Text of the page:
Review Price free/subscription
The amount of storage capacity included as standard is, however, more generous at 256MB. After loading it up with email and contact info, there was 120.41MB left over for files, and 66.21MB left for applications. And battery life is good too. As you'd expect from any smartphone worth its salt, the P4550 will give you anything from two to three days of use on a single charge with occasional use, with that figure dropping significantly if you decide you want to employ it as an MP3 player. However, with its lack of a 3.5mm headphone socket (you have to use the awful bundled USB headset if you want to listen to your music) that's unlikely to be a common activity for most owners.
As is always the case, if you want to be first to get your hands on a device like this, you’re going to pay pretty dearly, with online retailers charging close to £500 for a SIM free device. Of course you’ll end up paying a fraction of that when the major network operators start to offer the P4550 – in fact we should have a review of the T-Mobile MDA Vario III variant very soon.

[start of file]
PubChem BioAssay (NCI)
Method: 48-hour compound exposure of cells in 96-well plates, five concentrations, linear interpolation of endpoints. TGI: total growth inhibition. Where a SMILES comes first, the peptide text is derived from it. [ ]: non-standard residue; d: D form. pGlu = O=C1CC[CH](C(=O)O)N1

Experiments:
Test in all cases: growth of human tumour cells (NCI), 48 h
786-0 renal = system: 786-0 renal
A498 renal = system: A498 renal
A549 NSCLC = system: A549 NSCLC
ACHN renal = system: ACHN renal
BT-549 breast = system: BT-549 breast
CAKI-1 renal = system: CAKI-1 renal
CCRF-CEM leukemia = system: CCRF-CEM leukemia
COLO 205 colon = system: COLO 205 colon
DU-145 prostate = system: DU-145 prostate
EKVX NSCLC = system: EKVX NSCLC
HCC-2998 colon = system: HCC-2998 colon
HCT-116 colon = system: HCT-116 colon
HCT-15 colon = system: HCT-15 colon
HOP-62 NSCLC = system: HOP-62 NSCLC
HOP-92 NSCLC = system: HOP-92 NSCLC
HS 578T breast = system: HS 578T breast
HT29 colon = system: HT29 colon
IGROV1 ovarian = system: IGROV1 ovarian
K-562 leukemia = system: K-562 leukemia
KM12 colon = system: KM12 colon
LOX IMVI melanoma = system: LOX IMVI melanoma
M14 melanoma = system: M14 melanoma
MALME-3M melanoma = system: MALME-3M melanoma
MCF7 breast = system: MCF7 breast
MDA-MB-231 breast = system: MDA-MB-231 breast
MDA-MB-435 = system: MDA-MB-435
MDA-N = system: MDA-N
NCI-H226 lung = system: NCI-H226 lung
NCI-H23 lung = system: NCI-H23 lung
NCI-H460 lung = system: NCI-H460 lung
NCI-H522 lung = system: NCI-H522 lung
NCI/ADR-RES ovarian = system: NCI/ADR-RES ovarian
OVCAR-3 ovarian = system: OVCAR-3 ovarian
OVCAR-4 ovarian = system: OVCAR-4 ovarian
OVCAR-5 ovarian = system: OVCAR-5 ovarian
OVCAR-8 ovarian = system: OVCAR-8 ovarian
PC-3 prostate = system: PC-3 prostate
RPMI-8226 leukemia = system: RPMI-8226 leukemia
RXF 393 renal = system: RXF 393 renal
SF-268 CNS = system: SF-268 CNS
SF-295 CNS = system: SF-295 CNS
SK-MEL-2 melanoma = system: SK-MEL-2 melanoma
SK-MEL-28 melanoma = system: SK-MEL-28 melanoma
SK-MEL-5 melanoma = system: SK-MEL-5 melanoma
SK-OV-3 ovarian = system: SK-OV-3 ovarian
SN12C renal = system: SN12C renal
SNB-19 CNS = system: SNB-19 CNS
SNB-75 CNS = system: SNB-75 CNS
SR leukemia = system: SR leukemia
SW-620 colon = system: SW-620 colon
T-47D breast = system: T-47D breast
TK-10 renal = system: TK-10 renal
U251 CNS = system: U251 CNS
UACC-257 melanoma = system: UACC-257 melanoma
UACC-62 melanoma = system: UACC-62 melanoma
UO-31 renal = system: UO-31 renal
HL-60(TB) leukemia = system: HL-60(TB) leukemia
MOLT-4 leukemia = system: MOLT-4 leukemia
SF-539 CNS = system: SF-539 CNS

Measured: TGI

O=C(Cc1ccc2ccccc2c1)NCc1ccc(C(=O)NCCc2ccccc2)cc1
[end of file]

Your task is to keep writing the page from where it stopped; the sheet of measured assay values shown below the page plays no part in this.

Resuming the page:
With the P4550, HTC has taken what was already a competent smartphone and thought really hard about how to make it better. The result is a handset that does pretty much everything you could possibly want a handset to do.
It'll work anywhere in the world, has fast data connections, a qwerty keyboard for fast and comfortable messaging, a tilting screen and even a GPS receiver for satellite navigation. Most importantly HTC has managed to package it all up in a highly usable, well-constructed and not-too-tubby package.
When the time comes to move away from my current mobile phone contract and upgrade from my current phone, this is going to be the handset I'll be looking to replace it with. I can't praise it any higher than that.
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